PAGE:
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2000 OB Auto
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Discussion Starter #11
Thank you all for your great inputs!

To CNY_Dave, what is the benefit removing the ATF from top vs draining?
 

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'14 Subi OBW, '18 Subi Forester
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There are two active Toyota Sienna forums, both under the AutoGuide umbrella. ToyotaNation has a sub board for the Sienna that get's limited traffic, and SiennaChat where I'm also a moderator. Toyota Sienna Forum - siennachat.com You can post future questions about your 2004 Sienna under the Gen-II Van section, and particularly for your case, under the Problems-Maintenance-Repair section.

About your van....

Your 2004 uses a U151E or F (FWD or AWD) transmission. It's set up for Toyota Type T-IV Transmission Fluid. This is an older, 'heavier' fluid meeting the JWS3309 specification. Don't let anyone sell you on the lighter WS used in the 2007+ vans. While it's the same transmission, the calibrations are different. Which in my opinion also says avoid MaxLife and other lighter fluids meeting the WS spec.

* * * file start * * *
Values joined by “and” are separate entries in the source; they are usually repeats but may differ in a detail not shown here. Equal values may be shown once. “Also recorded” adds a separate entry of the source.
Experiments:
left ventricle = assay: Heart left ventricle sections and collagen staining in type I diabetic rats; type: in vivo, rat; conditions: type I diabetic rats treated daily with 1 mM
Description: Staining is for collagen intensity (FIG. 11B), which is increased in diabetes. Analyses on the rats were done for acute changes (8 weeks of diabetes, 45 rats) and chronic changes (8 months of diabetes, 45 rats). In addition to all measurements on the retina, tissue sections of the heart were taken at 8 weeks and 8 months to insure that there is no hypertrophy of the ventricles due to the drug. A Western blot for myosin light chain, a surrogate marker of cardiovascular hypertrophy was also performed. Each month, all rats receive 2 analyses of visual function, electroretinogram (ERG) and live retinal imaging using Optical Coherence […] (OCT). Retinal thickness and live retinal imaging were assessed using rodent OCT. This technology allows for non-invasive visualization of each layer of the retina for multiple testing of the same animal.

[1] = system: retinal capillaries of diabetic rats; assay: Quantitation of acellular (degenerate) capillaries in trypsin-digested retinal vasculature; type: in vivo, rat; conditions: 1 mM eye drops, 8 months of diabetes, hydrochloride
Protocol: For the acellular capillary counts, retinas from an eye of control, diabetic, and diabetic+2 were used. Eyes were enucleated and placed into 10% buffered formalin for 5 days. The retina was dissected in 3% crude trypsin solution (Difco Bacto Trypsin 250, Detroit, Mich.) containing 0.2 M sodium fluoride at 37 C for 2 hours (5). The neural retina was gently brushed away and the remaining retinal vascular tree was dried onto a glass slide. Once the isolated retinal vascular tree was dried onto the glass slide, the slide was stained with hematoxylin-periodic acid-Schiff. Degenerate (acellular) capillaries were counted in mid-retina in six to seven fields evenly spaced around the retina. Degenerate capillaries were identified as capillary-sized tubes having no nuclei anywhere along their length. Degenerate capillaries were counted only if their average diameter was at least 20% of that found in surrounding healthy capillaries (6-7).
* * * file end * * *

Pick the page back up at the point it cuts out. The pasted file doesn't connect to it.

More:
Toyota, per Tech Tip T-TT-0122-11 recommends the use of Flush Machines only in the event of serious grenading, and then only for lines and coolers. Not for preventive maintenance.

Other doc's I've seen express concerns about the use of the solvent cocktail with these recirculating machines. Cleaning a bit of varnish from close tolerance valve body components is good. Freeing up big chunks in not!

Agree with the gentle pan drain and replace 3-4 quarts procedure as a way of upgrading the additives package and removing some circulating contamination. You don't want to shock an old, unmaintained unit.

Your transmission should have a real filter that you might consider changing after some fluid changes loosen up some gunk and chunks. There was some discussion as to whether the 2004 vans use the Filtran filter with the Dacron microfiber element, but I believe that was settled by someone who replaced it.
 

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Thank you all for your great inputs!

To CNY_Dave, what is the benefit removing the ATF from top vs draining?
I know this wasn't directed at me, but removing from the top will likely be much less of a mess.